Hewlett-Packard (NYSE:HPQ) has been the Dow's best performer so far this year, and it hasn't really been all that close. The company's stock is up 87.15% on the year. The next closest Dow component is Boeing, up 39.95% in 2013. So the questions to ask are:
- Why has HPQ's stock performed so well?
- Will it continue to perform this well?
In determining the answers to these questions, I think it is important to look at the company's history, current valuation and financials, earnings and future outlook.
Reasons Why HPQ Has Performed So Well This Year
- Stock History - HPQ started 2013 at $15,14, near its 10-year low of $12.44. Early in 2012, HPQ was trading as high as $30. It's like the old saying, "when you hit rock bottom, there is nowhere to go but up." Whether or not last year was HPQ's rock bottom remains to be seen, but the huge drop in price the past couple of years (from $50s to low teens) is a big factor in HPQ's increase this year.
- Undervalued - While HPQ has had several challenges facing it recently, the stock was grossly undervalued at the start of the year. Even after its price increase this year, HPQ is trading at much lower values compared to some of its peers.
- Earnings - HPQ has beat earnings estimates in seven of its last eight quarterly reports. The last two quarters have been fairly impressive with beats of $0.11 per share and $0.06 per share.
- Dividends - An argument could be made that HPQ is turning into a solid growth dividend stock. After several years of a stagnant quarterly dividend of $0.08, HPQ has steadily raised its dividend the past couple of years.
- Financials - A good portion of HPQ's gains came in one day. On May 22, the stock closed at $21.23. The next day, HPQ closed at $24.86, for a 17% one-day increase. This increase came as a result of Hewlett-Packard's earnings report that showed that while the company did post lower revenues and earnings, it did post a profit, which many were not expecting.
Will HPQ Continue to Perform Well?
Nobody knows the answer to this question as it is still too early to tell if HPQ will be able to transition its business successfully to the changing market. However, there are some good indications of how likely HPQ's success is.
- Stock History - In 2010, HPQ was trading above $50, so it is definitely possible that the company could once again reach this level. However, in 2010, Hewlett-Packard had a net income of $8,761 million. Last year, HPQ reported a substantial negative net income and appears on pace to do the same this year, so there is a lot of work that needs done in order for this stock to get back to its previous highs.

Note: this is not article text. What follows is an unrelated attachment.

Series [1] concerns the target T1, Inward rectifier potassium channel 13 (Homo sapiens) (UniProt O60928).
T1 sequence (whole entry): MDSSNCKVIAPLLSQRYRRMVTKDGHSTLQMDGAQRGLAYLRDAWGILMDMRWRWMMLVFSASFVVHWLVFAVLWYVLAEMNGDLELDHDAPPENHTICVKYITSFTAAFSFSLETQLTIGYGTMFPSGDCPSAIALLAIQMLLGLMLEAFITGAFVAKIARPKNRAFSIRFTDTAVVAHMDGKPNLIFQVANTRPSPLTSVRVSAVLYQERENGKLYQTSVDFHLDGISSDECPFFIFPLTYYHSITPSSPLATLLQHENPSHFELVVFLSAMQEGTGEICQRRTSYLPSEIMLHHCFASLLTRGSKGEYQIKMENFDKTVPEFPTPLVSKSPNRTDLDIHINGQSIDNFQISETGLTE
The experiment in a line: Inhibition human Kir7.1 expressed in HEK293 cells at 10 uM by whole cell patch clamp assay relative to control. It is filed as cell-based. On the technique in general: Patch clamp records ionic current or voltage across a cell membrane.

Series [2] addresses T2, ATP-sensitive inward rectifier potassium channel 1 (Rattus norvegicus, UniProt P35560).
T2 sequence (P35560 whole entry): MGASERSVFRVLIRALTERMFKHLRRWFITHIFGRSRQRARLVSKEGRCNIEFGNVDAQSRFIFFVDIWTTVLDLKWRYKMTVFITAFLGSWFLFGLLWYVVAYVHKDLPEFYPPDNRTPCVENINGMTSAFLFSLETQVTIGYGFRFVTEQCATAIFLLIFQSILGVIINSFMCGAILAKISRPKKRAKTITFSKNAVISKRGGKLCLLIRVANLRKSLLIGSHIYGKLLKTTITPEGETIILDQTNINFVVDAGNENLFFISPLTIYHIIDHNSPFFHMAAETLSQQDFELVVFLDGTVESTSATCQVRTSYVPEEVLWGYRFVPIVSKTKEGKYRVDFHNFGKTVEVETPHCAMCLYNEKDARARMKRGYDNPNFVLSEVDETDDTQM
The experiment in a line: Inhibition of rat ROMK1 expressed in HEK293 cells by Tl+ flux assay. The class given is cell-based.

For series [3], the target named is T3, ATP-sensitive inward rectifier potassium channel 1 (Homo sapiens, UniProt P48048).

- Undervalued? - HPQ was undervalued at the start of the year, but is it now? When compared with some of its peers one could make an argument that the company is still undervalued, but when faced with the reality that HPQ has seen falling revenues and profits for seven quarters in a row, winning that argument might be difficult.
- Earnings - While HPQ has beat earnings estimates seven out of its last eight quarters, earnings growth is still lacking, with quarterly earnings growth (yoy) currently at negative 32.40%.
- Financials - Drops in earnings and revenue have become common with HPQ. There is no indication that another drop in sales will not occur with the next quarterly report.
While HPQ has performed amazingly well up to this point in the year, the chances of this continuing is far from certain. HPQ has done a lot of things to help (such as reducing costs and making gains in its enterprise services and printing supplies divisions). However, unless the company can do something to increase overall sales, it won't matter in the long run.
I don't think the company's stock is going to plummet anytime soon, but I don't think it's going to go much higher either over the course of the year. This doesn't mean that there are not moves to make.
Later this month, Hewlett-Packard will file its quarterly report. Analysts seem to have a history of underestimating HPQ when you consider the fact that the company has beat earnings estimates in 30 of its last 34 quarters. A beat of the $0.87 estimate for this quarter will not be surprising either.
If this happens, another bump in price may occur as it did with the company's last report. This could present a great time for current holders of HPQ to take some profits or it might be a good time for short-term investors to buy, hoping for a bump after the earnings report.
If you're a long-term investor, I think the price increase that has already occurred keeps HPQ from being a buy as there are plenty of other better stock options to currently choose from. I think it is definitely possible that HPQ eventually turns itself around, but I think the downside risk far exceeds the upside risk for this company, at least until it can prove that falling revenues will not continue indefinitely.
Disclosure: I have no positions in any stocks mentioned, and no plans to initiate any positions within the next 72 hours. I wrote this article myself, and it expresses my own opinions. I am not receiving compensation for it (other than from Seeking Alpha). I have no business relationship with any company whose stock is mentioned in this article.